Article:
Having undertaken this analysis at least one cogent insight jumps right out. It is that user data does not belong to the group for whom our application is being built. Indeed, in reality, it almost never does. So, it would probably not be a good idea to do what most application architects typically do, which is store the data of their application’s users within their application’s own database. By doing so, they are behaving as though the users of their application do not use any other applications throughout the enterprise, and never will. And they force the enterprise’s system administrators to have to run from one application to another deleting user data whenever someone quits, and adding user data whenever someone leaves. Usually, an enterprise’s system administrators own all of the data for all of the users of all of the applications within the enterprise, and, consequently, that data should be stored in one place where those administrators can access it easily and authorize and prohibit people from using all of the enterprise’s applications from that single store.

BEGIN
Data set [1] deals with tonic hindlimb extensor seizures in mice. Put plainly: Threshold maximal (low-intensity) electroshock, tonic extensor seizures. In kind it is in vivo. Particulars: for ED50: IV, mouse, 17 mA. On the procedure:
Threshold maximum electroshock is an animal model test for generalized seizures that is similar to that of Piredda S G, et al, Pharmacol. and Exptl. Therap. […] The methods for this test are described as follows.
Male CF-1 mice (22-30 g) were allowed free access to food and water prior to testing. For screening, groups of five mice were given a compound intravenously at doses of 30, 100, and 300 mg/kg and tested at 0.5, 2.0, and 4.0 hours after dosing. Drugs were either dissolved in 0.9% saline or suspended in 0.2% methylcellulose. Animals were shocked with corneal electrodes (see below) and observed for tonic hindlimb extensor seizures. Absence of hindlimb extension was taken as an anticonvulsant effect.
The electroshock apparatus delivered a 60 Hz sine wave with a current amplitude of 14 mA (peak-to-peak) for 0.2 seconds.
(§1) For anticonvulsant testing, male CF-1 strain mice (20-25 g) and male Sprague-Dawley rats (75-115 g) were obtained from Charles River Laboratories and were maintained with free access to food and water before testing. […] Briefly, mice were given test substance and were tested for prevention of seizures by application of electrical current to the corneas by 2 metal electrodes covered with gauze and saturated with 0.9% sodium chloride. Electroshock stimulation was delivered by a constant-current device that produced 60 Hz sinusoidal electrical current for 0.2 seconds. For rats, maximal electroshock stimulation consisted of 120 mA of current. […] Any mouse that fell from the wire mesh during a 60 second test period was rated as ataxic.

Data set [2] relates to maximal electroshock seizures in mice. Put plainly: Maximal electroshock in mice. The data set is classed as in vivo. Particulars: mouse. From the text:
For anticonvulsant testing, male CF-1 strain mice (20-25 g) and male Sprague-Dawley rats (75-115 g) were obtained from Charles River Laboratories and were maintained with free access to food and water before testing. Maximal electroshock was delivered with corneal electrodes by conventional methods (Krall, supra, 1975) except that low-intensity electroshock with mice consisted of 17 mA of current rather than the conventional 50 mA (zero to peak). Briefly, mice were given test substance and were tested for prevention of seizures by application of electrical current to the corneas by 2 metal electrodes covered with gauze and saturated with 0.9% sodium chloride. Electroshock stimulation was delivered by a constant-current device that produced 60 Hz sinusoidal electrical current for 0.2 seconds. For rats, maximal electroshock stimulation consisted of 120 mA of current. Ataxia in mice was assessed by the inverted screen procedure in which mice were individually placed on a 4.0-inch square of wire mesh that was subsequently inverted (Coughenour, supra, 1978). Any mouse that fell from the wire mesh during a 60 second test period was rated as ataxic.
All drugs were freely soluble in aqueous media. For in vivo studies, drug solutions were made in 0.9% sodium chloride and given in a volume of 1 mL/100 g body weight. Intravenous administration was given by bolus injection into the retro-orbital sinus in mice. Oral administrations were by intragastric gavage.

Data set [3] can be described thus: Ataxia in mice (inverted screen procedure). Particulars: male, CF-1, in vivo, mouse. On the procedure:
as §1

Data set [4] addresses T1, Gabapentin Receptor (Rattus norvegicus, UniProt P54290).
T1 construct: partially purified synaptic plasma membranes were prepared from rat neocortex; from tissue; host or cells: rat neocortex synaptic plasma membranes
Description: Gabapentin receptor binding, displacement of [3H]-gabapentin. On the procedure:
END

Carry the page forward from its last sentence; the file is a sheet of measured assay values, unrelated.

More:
Let us go further. We now know that we have four separate data stores within our application. Does that mean that there has to be four separate SQL Server databases? No: the actual storage facility is not important to the analysis, and should be chosen for expediency. How we arrange the content within the stores will be important though.
Let us deal with the expediency issue first. For our scenario, we will assume that the organization does not have an existing core accounting system or human resource management system, so we will include the data for those stores along with the contract document data within a single SQL Server database. To store the user data, we choose Active Directory/Application Mode, which is called ADAM for short. For those of you that are not familiar with ADAM, I have extolled its virtues at length, in this series of posts.